The last puzzle piece is my entry into podcasting. My lifelong hobby has been something called Amateur Radio, or Ham Radio. It's a two-way radio hobby that involves learning some basic electronics and communications skills, passing an FCC exam and getting a license. It's not broadcasting. The communication is mostly one-to-one.

I started that at age 15 in 1965, and it's been a part of my life ever since. I'm not an engineer, but I do know a lot of basic electronics. I'm pretty good at computers. All that helped my television career immensely.

In 2004, ham radio 'media' was magazines, while the world - and the rest of my world - was television. I thought we could do better. Consumer video equipment had evolved from VHS to High-8 to digital, and the new digital stuff was affordable (enough) and looked nearly as good as the pro equipment I'd been using just a few years before. I bought a camera and editing system, and produced a few documentaries that I sold on DVD. Here are two that may be interesting to a non-geek audience:

Podcasting was just getting started then, but I totally missed it. YouTube was also getting started, but I didn't think 'video over Internet' was good enough for my stuff, so while I was being progressive in my little niche, I was not riding any media waves. But in 2011, I was asked to be a guest-host on a ham show on an emerging technology TV and podcast network called TWiT (This Week in Tech). Hmmm... podcasting. I pivoted my little production company, adopted the name HamRadioNow, and started making my own shows on YouTube in 2012. In six years I produced almost 400 episodes (and well over 400 actual shows), and in my humble opinion, I didn't suck.  Then I turned it all over to my co-host early this year.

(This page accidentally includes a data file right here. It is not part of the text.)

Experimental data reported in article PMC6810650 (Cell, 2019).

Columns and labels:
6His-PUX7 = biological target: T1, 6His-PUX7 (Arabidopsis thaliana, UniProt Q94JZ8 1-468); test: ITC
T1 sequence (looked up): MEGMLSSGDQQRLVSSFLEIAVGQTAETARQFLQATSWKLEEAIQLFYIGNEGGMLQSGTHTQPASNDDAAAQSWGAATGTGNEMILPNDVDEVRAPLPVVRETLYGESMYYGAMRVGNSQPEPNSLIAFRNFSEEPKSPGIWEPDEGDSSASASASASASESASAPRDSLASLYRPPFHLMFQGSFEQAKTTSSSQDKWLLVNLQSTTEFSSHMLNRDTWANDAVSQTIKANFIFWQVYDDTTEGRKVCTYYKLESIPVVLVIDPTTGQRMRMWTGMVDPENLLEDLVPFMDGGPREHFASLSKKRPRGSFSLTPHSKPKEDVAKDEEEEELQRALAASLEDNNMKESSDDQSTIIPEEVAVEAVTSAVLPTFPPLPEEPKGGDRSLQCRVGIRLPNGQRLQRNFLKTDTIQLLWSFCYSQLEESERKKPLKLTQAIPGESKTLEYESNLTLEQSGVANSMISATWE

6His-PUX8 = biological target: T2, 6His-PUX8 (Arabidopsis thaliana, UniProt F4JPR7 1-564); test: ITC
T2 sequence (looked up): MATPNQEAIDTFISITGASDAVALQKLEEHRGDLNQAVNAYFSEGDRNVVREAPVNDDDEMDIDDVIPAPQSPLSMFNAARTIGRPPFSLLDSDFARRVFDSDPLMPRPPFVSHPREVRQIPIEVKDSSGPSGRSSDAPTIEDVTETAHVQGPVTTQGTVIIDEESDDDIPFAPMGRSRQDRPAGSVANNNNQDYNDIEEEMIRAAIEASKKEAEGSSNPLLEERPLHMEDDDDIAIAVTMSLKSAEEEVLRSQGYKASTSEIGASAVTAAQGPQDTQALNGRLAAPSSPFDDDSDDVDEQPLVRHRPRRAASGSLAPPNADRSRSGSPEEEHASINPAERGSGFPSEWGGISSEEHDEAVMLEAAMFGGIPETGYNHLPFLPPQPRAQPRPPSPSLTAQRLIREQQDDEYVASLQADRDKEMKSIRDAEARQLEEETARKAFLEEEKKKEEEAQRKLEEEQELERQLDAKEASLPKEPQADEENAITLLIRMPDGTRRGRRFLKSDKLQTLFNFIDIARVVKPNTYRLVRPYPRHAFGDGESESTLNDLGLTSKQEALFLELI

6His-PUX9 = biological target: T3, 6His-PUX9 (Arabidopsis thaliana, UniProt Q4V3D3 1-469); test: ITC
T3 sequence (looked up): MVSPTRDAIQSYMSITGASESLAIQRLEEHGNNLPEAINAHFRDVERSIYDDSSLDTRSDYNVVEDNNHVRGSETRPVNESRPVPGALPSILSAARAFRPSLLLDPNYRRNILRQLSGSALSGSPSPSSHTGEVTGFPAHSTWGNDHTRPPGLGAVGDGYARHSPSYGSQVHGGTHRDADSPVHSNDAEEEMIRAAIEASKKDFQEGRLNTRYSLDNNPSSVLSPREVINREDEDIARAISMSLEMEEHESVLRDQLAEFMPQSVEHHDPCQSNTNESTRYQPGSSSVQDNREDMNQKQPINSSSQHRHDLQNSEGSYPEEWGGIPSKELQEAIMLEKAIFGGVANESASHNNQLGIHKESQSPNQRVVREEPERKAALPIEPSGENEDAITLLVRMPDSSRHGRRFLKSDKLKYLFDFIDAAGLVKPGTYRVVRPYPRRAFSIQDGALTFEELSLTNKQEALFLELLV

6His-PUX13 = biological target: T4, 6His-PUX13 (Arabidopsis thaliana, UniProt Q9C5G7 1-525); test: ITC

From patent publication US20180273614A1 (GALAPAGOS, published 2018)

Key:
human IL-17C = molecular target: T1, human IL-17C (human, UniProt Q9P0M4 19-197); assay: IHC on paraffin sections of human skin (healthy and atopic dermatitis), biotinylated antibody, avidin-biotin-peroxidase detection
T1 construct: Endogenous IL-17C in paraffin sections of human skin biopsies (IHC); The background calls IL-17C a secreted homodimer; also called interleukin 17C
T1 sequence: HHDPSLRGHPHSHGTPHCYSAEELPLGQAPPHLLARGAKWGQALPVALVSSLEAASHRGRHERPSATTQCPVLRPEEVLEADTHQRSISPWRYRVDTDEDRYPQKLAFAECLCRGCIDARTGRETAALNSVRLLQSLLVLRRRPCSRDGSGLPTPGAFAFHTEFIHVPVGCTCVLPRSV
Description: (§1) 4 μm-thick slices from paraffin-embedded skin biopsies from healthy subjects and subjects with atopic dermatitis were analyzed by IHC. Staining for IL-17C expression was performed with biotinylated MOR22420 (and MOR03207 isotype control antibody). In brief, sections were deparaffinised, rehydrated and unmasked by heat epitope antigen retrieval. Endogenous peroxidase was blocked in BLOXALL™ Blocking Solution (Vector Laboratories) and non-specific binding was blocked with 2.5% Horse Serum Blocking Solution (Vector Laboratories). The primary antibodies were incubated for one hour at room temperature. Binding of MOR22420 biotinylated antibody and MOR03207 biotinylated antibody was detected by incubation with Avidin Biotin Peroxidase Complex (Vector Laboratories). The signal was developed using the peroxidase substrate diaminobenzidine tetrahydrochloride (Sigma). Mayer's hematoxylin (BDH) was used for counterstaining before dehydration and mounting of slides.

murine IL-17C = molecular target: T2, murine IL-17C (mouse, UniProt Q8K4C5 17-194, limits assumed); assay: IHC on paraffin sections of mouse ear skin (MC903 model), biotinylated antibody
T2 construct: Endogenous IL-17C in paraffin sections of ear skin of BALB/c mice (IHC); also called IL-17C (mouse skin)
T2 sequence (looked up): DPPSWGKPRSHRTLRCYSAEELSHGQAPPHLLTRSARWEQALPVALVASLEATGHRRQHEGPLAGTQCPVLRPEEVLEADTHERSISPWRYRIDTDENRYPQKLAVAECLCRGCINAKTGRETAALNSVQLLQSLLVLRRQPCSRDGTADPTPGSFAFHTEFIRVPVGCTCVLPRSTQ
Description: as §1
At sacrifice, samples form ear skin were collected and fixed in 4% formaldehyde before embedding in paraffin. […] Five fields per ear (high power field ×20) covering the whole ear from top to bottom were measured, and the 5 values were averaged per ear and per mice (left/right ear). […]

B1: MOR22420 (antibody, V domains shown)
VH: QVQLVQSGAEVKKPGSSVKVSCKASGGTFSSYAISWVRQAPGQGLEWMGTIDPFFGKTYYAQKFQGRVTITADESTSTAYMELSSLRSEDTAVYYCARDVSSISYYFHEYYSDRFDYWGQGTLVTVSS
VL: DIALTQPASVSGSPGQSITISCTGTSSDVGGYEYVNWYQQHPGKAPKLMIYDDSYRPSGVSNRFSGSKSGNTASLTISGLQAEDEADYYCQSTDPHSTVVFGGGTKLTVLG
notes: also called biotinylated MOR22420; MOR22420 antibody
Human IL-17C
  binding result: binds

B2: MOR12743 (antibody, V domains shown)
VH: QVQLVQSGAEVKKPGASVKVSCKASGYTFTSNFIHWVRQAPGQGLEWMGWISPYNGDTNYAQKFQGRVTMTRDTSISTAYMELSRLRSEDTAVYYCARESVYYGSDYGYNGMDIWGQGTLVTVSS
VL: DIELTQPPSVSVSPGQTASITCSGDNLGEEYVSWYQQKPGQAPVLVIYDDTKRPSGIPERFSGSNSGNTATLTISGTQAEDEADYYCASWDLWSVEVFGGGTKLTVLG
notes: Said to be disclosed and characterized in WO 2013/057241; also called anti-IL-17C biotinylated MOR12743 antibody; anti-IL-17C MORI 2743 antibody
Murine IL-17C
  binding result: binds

Because... I wanted to do this. The Triangle Talk Show.


One more thing...

We have a YouTube Channel. Many podcasts put their show on YouTube as audio, with some basic graphics on the video. Maybe just a logo, maybe something actually related to the audio content. But they're not really a TV show. They're just trying to find that elusive audience anywhere they can. So the video here is in that vein.

My goal is to make the Triangle Talk Show a stand alone audio program. But, I have all this TV equipment – cameras, lights, a switching system – I've done TV all my career and the ham radio show was TV. So... might as well use it. I'll probably record some, maybe most of the shows as video, released on YouTube and Facebook. So some kind of talking-head thing, maybe showing web sites. While that adds complexity, I've learned some ways to KISS the video. 

I'm also been putting them live on YouTube as we record, and setting some kind of regular schedule. I know several other shows that do this. Again, not a slick CNN/Fox News style TV show, but you see the host's face, and maybe a guest's face.

The 'regular schedule' is the part that adds the most complexity. Getting co-hosts and guests all together at the same time (on Skype, so at least you don't have to get them to the same place) is hard enough. Telling them it's "X o'clock" means you need the juice to make them really want to be on the show. That's not us (yet?). 

Just thinking out loud for now....